Tue, 06/09/2016 - 5:14pm
A research team has determined the complete genetic code of 11 members of a flycatcher pedigree. Doing this, they have for the first time been able to estimate the rate of new mutations in birds. When they combined the new results with mutation rate estimates from other organisms, a clear pattern emerged: The more common a species is, the lower its mutation rate.
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Similarities found between how ancient and modern fish survived youth

Tue, 06/09/2016 - 5:14pm
The discovery of a group of young, prehistoric fish fossils provides some insights into the way the extinct creatures survived their youth -- and how fish today might be similar to them.
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Trauma and shopping: Post disaster consumers value off brand, low cost goods

Tue, 06/09/2016 - 5:14pm
Traumatic events have lasting influence on what products people desire and purchase. When rebuilding and restocking an area that has been affected by conflict or natural disaster, what traumatized individuals value most is what is most practical and quick -- even 50 years after the traumatic incident. A new study found strong consumer trends among those who experienced traumatic events that offer insights into what store owners and aid providers can stock to meet the needs of trauma-altered shoppers.
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Over-the-counter head lice treatments are likely to fail

Tue, 06/09/2016 - 5:14pm
A recent review on head lice treatments available in the United States described a marked decline in the effectiveness of permethrin/synergized pyrethrins (collectively pyrethroids), likely due to resistance arising from widespread and indiscriminate use over 30 years.
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Electric fans may exacerbate heat issues for seniors, study finds

Tue, 06/09/2016 - 5:14pm
Using electric fans to relieve high levels of heat and humidity may, surprisingly, have the opposite effect for seniors, a study by heart specialists suggests.
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Human spatial memory is made up of numerous individual maps

Tue, 06/09/2016 - 5:14pm
Spatial memory is something we use and need in our everyday lives. Time for morning coffee? We head straight to the kitchen and know where to find the coffee machine and cups. To do this, we require a mental image of our home and its contents. If we didn't have this information stored in our memory, we would have to search through the entire house every time we needed something. Exactly how this mental processing works is not clear. Do we use one big mental map of all of the objects we have in our home? Or do we have a bunch of small maps instead -- perhaps one for each room?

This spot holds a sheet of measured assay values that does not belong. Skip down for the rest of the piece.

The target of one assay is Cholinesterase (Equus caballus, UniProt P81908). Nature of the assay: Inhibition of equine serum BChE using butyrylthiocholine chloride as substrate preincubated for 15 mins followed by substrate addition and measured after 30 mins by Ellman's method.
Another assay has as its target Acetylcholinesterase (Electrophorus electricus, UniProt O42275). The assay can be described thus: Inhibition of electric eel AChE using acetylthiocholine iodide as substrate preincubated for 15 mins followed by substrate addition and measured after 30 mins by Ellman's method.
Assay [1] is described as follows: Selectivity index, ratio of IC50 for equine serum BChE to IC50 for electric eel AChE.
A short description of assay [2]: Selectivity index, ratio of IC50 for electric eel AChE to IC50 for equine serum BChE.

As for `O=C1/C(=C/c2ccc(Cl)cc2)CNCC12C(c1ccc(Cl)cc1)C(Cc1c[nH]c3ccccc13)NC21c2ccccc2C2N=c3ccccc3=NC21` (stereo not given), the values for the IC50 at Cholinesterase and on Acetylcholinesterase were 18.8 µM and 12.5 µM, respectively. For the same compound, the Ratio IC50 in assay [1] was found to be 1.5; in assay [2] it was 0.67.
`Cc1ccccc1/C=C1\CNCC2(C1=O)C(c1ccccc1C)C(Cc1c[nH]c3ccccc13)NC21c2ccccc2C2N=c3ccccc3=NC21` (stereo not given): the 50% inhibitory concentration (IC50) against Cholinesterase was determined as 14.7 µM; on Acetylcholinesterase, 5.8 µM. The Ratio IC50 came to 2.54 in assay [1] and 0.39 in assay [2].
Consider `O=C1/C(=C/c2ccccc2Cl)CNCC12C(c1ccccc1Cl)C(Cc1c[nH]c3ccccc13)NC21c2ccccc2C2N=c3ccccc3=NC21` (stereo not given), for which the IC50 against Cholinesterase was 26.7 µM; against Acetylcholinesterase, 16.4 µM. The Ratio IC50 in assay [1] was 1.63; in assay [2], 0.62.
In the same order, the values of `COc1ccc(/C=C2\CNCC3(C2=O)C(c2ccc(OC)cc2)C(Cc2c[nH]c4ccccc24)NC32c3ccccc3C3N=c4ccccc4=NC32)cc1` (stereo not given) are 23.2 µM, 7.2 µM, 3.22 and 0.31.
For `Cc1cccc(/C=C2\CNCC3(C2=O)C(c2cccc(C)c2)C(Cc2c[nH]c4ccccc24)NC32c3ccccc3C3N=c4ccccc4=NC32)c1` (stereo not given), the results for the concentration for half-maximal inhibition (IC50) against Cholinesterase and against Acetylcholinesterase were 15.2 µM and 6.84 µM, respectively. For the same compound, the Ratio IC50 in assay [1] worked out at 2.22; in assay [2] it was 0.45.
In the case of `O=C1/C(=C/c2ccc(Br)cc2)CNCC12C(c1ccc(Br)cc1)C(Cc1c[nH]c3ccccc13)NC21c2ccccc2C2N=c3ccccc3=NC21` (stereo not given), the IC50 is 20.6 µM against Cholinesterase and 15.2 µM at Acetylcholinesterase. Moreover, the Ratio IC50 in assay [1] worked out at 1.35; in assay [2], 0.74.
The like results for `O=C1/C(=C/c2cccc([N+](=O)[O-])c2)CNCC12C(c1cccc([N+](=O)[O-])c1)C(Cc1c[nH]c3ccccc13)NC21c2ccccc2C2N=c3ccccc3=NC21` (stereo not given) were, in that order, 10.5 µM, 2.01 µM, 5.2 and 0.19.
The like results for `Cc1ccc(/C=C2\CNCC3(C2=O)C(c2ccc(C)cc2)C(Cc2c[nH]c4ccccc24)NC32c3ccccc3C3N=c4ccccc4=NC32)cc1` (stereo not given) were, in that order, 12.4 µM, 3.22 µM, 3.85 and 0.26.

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Study demonstrates seasonality of bird migration in response to environmental cues

Tue, 06/09/2016 - 5:14pm
For the first time, a study shows that remote sensing data from weather surveillance radar and on-the-ground data from the eBird citizen science database both yield robust indices of migration timing, also known as migration phenology. These indices can now be used to address the critical gap in our knowledge regarding the cues that migrants use for fine tuning their migration timing in response to climate.
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Detailed age map shows how Milky Way came together

Tue, 06/09/2016 - 5:13pm
Using colors to identify the approximate ages of more than 130,000 stars in the Milky Way's halo, astronomers have produced the clearest picture yet of how the galaxy formed more than 13.5 billion years ago.
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Researchers design solids that control heat with spinning superatoms

Tue, 06/09/2016 - 5:13pm
Superatom crystals are periodic arrangements of C60 fullerenes and similarly sized inorganic molecular clusters. There are two nearly identical formations, one with rotating (i.e. orientationally disordered) C60s and low conductivity, and one with fixed C60s and high thermal conductivity. Superatom crystals represent a new class of materials with potential for applications in sustainable energy generation, energy storage, and nanoelectronics. Additional research could lead to controlling rotational disorder in new kinds of thermal switches and transistors.
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Post-mortem assessment guidelines for vascular cognitive impairment

Tue, 06/09/2016 - 5:13pm
The first validated set of pathological criteria for assessing the likelihood that cognitive impairment was caused by vascular disease has been outlined by new research.